A new report has revealed the recent extent of brute force inflicted on residents in Kurdish majority Afrin, Northwest Syria (Rojava). But where does this fit into Turkey’s international relations?
Kongra Star, an on-the-ground women’s rights organisation in Rojava, Syria, have released statistics by Human Rights Organization Afrin exposing the number of kidnappings and killings in the region currently under Turkish control.
Given that at least 58 abductions and 17 murders have been documented in August 2020 alone, this review is most likely the closest form of a human rights report the area will receive under occupation.
Afrin has been under siege by Turkish forces and its Islamist allies, Syrian National Army (SNA), since January 2018; just seven years after the start of the Syrian Civil War. The annexation of the region began under ‘Operation Olive Branch‘, in which the invasion was carried out through claims of so-called Kurdish terrorist presence in the district posing a threat to Turkey. Consequently, there have been several reports of ethnic cleansing, including threats of decapitation if Kurdish inhabitants refused to convert to an extremist form of Islam, as well as forced changes to the Kurdish-majority demographic.
So, as annexations go, international presence in Afrin has been limited and larger human rights organisations have been shut out, ultimately preventing a verification of numbers like those published by Kongra Star.
The result: international inaction. Any acknowledgement of violence in Afrin has gone untouched. The Americans proved as much in the latest Operation Inherent Resolve report to the US Congress, by merely stating its concern for “reports of human rights abuses in Afrin, including … kidnapping for ransom of Yezidi and Kurdish women” but concluded that “as we do not have a presence on the ground, we are not in the position to confirm these reports but many appear to be credible.”
With Human Rights Organization Afrin collecting numbers on human rights abuses since the start of the invasion, it is clear that abductions and murders are a momentous part of Turkey’s governing of Northern Syria. A total of 565 murders and 6,000 abductions since 2018, including both women and children, highlights an extraordinary use of brutality towards Kurds. But what place does this have in Turkish foreign policy?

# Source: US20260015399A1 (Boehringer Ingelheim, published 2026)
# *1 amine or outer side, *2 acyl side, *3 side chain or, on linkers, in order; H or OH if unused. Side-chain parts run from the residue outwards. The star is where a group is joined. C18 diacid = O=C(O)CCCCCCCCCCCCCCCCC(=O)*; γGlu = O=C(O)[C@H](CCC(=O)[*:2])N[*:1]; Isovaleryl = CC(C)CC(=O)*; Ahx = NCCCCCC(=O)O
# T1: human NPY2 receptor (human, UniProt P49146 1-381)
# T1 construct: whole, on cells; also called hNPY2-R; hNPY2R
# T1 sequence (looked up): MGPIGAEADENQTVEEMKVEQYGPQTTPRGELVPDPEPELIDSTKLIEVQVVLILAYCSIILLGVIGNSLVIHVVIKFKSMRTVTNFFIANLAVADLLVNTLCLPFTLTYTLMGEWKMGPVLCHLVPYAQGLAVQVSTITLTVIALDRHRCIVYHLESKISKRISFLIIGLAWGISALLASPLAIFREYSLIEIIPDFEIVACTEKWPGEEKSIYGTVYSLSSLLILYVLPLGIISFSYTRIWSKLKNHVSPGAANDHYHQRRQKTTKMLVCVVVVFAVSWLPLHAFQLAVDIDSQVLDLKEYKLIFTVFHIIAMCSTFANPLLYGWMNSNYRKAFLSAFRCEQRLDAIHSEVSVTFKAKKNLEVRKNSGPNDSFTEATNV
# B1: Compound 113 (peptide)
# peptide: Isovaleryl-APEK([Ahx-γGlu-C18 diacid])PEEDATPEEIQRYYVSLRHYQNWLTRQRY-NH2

Words such as “our civilization is one of conquest” and “we are determined to do whatever is necessary politically, economically or militarily” are those that could naturally be associated with 19th century expansions of empires. Yet, spoken on August 26, 2020 by Turkish President Recep Tayyip Erdogan, it is clear that Turkey will adopt any means possible to achieve their aims- violence included.
The actions of Turkish forces in Afrin are only a small part of the bigger picture that is Turkey’s growing intervention in the Middle East. To thoroughly explain this, a term increasingly fostered in commentary on the topic, and is certainly worth exploring, is that of ‘neo-Ottomanism’; first developed by David Barchard. Turkey’s re-emerging expansionist strategies go way beyond Syria, as their presence in Libya is ever-growing.
In deploying troops to support the Government of National Accord in Libya’s current civil war, Erdogan’s involvement in the North African country has been widely accepted as more than a response to cries for help. By signing a maritime agreement with Libya, Erdogan has essentially expanded his country’s claim to the Mediterranean sea, providing Turkey with a larger section just as surrounding countries’ interest in gas deposits in the area increase.
Therefore, as Turkey continues to broaden its influence and territory as part of its neo-Ottoman era, so does its solution to the Kurdish problem. Recent reports by the Afrin Activists Network reveal that women and girls have been trafficked from Afrin to Libya by Turkey’s allies, SNA, where they have been claimed to endure “sexual slavery, subjected to mass rape and forced abortion”. And so, any gains in Turkey’s international relations is an immediate loss in the Kurdish fight against oppression.
With August in Afrin seeing 58 abductions and 17 murders, and the international community continuing to turn a blind eye to the region, only time will tell what Autumn has in store for Rojava’s Kurds under Turkish annexation.